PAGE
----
* Get Thee Behind Me, Ego
* Painful Poetry - A Sonnet to Pain (in the tradition of Shakespeare, more or less)
Get Thee Behind Me, Ego
I hope that the posts thus far have established a few points about my spiritual life:
1. I do not care for or need the more intellectual exercises of theology and doctrine at this point in my spiritual journey.
2. Deep relaxation and prayerful meditation are essential to my spiritual life, the more so when I am in pain.
3. Connection to God is the guiding desire of all my spiritual practice, although I do not attempt to define or name God in any of the traditional ways. Simply, God is. To me, this means that God is always present - it is the human condition and my own fallacies that keep me from knowing and feeling God.
4. I feel a constant tension between my own language for God and the need to write in this blog in a way that is accessible. I have not resloved this tension. At this point, my default position is to use more traditional language most of the time.
So, my basic premise: God is always, wondrously and lovingly present to me. If, as I said in the final sentence of my 16July post, the more important question is not where is God in this, but where am I in this, then I need to explore what keeps me from being present to God?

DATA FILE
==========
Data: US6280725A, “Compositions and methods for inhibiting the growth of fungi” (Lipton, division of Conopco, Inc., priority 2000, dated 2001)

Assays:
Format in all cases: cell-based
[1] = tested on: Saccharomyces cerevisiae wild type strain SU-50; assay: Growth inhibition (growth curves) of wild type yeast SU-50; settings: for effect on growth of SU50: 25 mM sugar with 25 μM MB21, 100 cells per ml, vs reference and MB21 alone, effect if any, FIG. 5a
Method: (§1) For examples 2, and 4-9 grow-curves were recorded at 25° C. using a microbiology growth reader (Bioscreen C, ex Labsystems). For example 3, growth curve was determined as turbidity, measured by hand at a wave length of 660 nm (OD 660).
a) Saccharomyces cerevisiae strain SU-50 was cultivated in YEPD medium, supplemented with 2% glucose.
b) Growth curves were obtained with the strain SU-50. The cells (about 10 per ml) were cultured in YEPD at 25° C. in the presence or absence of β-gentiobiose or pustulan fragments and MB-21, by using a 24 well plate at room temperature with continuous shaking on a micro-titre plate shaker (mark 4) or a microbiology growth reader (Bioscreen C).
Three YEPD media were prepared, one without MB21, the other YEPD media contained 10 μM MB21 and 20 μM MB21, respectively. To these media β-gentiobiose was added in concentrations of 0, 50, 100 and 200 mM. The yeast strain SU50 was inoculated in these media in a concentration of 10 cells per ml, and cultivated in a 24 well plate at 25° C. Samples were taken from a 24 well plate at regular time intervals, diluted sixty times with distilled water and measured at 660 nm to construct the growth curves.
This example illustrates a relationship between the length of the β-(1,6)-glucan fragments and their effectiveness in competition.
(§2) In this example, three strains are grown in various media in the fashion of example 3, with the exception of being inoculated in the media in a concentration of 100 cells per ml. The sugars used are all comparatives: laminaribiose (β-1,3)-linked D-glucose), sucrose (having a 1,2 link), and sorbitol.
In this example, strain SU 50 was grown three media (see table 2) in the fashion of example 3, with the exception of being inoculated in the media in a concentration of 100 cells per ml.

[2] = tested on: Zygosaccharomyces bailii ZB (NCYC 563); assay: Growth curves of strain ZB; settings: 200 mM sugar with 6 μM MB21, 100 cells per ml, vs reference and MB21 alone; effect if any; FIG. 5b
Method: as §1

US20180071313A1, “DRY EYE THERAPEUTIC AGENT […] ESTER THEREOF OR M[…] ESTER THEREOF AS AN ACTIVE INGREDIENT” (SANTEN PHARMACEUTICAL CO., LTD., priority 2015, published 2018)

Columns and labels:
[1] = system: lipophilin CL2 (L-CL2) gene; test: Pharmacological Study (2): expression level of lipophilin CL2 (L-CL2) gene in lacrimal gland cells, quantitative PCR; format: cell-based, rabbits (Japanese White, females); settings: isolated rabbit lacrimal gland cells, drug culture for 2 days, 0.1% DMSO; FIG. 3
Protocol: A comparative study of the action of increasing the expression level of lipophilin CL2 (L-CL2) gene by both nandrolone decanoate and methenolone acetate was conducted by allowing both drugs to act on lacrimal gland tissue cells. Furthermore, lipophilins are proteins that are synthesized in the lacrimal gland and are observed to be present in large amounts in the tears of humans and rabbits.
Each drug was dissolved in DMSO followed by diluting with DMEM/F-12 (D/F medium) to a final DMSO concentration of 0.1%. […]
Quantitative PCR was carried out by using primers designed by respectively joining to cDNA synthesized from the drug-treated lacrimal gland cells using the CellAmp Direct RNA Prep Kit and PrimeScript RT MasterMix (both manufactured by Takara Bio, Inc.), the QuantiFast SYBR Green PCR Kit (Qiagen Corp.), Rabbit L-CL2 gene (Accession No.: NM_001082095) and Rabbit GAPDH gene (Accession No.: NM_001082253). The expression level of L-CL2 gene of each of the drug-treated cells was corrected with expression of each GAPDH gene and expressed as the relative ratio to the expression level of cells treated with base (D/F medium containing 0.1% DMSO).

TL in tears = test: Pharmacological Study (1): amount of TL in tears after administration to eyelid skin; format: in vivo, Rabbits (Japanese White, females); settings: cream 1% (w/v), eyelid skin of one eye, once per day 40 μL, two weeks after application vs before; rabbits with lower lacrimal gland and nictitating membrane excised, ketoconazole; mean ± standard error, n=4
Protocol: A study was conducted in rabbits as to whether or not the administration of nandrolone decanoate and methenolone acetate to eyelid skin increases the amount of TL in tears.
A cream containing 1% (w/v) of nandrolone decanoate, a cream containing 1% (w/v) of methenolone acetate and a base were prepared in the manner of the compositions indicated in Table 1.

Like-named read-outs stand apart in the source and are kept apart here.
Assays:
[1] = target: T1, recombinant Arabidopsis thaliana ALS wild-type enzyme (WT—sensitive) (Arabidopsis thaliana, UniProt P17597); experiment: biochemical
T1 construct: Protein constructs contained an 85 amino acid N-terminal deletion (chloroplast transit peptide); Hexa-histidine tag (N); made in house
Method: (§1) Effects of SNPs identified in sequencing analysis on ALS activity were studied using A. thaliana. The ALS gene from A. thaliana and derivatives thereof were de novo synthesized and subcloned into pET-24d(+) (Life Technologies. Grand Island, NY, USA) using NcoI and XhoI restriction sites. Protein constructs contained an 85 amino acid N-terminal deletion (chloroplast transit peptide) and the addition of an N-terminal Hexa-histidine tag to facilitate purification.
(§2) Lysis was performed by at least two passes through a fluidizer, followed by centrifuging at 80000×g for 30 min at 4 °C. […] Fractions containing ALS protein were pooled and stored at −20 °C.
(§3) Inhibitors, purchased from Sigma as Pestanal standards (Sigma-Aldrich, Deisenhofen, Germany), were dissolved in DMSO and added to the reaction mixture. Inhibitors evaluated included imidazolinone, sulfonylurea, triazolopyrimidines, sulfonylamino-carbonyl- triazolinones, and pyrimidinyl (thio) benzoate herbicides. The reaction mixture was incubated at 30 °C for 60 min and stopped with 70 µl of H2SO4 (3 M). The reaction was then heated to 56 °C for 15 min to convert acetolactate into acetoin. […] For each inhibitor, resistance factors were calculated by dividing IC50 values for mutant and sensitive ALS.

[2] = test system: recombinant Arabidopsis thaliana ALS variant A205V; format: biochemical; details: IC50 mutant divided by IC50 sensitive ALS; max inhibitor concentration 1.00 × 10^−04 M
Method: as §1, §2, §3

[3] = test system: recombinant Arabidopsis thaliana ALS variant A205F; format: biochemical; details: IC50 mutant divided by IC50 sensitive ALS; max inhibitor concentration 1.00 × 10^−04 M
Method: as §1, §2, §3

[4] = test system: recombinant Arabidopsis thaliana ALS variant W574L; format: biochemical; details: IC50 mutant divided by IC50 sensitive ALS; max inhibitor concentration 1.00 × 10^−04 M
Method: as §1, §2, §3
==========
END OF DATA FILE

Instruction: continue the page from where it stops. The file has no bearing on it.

Number one on the list: my ego. (Please note that I take a good bit of what follows from my understanding of how Ekhart Tolle speaks of ego, particularly in his book, "A New Earth", Chapters Three and Four.)
In this context, I define ego as a thought, habit or state of mind that takes me away from presence to God (this is mine, not Tolle's). What I understand Tolle saying about ego is that it serves the essential function of forming our identity and giving us space for establishing the self, but that its darker side shows in the way we create separations and identities that feed our egos and thus our need to be different, or better. This keeps us from understanding our one-ness with all of creation. Nota bene: This is a paraphrase, you should read the book.
For example: I am driving down the street and I pass a car that is parked more than a foot away from the curb, and crooked to boot. Maybe I have to slow down and maneuver past it, and as I do so, I scoff, "Who taught you to park? You don't need that SUV if that's the best you can do."
Example: I am in a group discussion, listening to someone ask questions for which I'd figured out the answers ten minutes earlier. Restraining my impatience, I console myself about the waste of time with the condescending thought that not everyone picks things up as quickly as I do.
Example: I am in a group discussion, asking questions and realizing that the person across the circle is looking annoyed and squirming impatiently. I console myself about my hurt feelings by telling myself that I have a finer attention to detail and clearly have a lot more patience.
Example: A friend tells me that she is training to run a marathon. Maybe my pride is stung by this, as I have long wanted to run but have never disciplined myself. Or, maybe I am self-involved at the moment and unable to be present to her. So I say, "Oh, really? I used to run in high school."